“1v1 me Rust” is a popular saying amongst gamers, primarily ones who play fps (first-person shooter) games. It’s like telling someone to fight you but in a video game. This came from Call of Duty: Modern Warfare 2 when they released a map called Rust. This map was extremely small and was often used for duels and 1v1s which is just like one of those cowboy shootouts. It’s easy to use cheap tricks in shooters like these and people would normally get upset or trash talk. The way to settle the dispute would be a 1v1 on Rust. It makes it clear who the better player is and now the saying is used in other shooter games as well.
Context: The informant identifies as a gamer and has been playing various video games since they were in grade school. He first found out about the saying when he first played the game in its release in 2009. He has also seen the term with popular professional gamers and streamers.
Thoughts: I really like the comparison from the duel to that of an American western shootout. It shows the competitiveness of the gaming community and how certain influencers of the community shape the outcome of a game entirely. It makes sense to have competition such as this to see who is the better player. One on one games have been apparent in almost every competitive setting and it is interesting to see how certain aspects of the game create a whole new saying.
Main Piece: How to Fight
The following was an interview of a Participant/interviewee about a folk tradition that has been passed down in his family. He is marked as AT, and I am marked as DM.
AT: I was maybe about (pause) prolly about six years old. I remember we were in laundry mat and I remember uh a kid was hitting me and he was a little bigger than me and I didn’t want to part of it and then my dad said “if you don’t fight back, I’m gonna uh you know I’m gonna hit you so who you prefer for him to hit you or for me to hit or for me to hit you” so I got in a fight that day. It was my first fight ever uh after that day at the house he said “hey come on Alex let’s go outside” and she said “hey you gonna learn how to fight today” and I was like “learn how to fight?” and we uh you know showed me how to punch uh showed me certain things uh it was more mental than physical at the time and he told me I remember he said “fight is like learning is like something every man needs to know its like a survival thing”. I thought it was just me and sure enough he did it to my brother we were at the park same thing a kid was hitting him bigger than him I was going to get in a fight with the kid and my dad said “no David you get in a fight or I am going to beat you up you know I’m am going to kick your butt you know you choose who do you want” and sure enough David got into a fight you know. I’ve done it with Christine the baby in a more uh filtered way you know she’s done the boxing and you know and I don’t know maybe my grandkids one day they’ll prolly I’ll prolly do it to them and you know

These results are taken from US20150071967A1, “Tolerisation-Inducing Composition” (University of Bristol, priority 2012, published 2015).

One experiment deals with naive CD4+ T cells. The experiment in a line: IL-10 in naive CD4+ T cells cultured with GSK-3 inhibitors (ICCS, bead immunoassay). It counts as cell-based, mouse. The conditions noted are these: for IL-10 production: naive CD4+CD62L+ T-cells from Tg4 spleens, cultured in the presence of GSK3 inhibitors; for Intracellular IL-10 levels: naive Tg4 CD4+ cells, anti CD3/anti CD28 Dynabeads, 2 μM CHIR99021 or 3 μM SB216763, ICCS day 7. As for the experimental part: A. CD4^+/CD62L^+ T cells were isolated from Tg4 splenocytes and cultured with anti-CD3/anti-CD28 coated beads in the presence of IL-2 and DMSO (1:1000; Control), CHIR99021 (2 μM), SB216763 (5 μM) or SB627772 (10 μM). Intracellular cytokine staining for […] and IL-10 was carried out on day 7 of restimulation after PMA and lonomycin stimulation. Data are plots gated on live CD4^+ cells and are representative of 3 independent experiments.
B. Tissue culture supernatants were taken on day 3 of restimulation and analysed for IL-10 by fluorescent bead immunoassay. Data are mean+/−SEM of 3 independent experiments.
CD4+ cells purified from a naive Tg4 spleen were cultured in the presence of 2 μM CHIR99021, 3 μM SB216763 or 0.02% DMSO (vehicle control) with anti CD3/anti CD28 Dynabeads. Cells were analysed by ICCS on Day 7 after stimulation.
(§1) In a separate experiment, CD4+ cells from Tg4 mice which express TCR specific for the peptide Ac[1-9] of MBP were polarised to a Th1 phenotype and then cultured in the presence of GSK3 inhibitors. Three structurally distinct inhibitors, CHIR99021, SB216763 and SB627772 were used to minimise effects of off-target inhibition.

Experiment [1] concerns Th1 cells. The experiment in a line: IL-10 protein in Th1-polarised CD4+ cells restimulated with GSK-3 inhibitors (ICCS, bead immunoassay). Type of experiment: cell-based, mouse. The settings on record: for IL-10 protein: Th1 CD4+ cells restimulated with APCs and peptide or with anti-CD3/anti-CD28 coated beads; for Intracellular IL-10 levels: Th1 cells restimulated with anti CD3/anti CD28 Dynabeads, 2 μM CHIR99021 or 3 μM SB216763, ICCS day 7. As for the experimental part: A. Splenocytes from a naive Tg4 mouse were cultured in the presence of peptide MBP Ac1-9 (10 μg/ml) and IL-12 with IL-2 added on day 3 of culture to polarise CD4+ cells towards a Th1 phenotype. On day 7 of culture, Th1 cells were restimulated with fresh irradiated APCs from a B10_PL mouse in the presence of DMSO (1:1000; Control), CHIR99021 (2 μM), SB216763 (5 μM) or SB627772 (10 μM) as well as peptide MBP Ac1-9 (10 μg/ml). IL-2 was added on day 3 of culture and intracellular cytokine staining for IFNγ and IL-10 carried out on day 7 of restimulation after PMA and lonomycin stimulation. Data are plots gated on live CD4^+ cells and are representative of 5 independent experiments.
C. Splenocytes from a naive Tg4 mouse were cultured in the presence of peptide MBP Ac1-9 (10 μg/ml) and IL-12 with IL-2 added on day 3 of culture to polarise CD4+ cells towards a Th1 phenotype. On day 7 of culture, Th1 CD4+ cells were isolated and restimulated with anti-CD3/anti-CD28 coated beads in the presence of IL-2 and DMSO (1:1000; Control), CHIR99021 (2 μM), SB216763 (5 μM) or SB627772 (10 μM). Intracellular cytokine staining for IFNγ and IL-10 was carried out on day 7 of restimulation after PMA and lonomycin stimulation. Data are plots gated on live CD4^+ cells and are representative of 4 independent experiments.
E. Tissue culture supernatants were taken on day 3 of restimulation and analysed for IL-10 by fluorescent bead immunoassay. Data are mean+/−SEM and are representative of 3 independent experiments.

The participant is thirty-four years old. He is a Mexican police officer with the University of Southern California. He told me about how his father taught him how to defend himself.
DM: Why do you like having this piece of folk tradition being tied to your family?
AT: Fighting is no stranger to the Mexican culture and I think it’s just a way of life in Mexico you learn how to fight.
DM: Why is this tradition important to you?
AT: As I grew up, I learned the psychology behind it. Nothing scares me and I use that it helped me to be very successful.
Analysis/ My Thoughts:
This tradition that has been passed down AT’s family is also a big tradition in Mexico. This means that this tradition has been passed down throughout many families within Mexico and other places that those Mexicans have moved to. When they move, they take their traditions with them. AT’s father was born in Mexico and AT has lived the United States most of his life. AT’s kids are in the United States, which means that this tradition will grow in the United States or where ever AT’s go.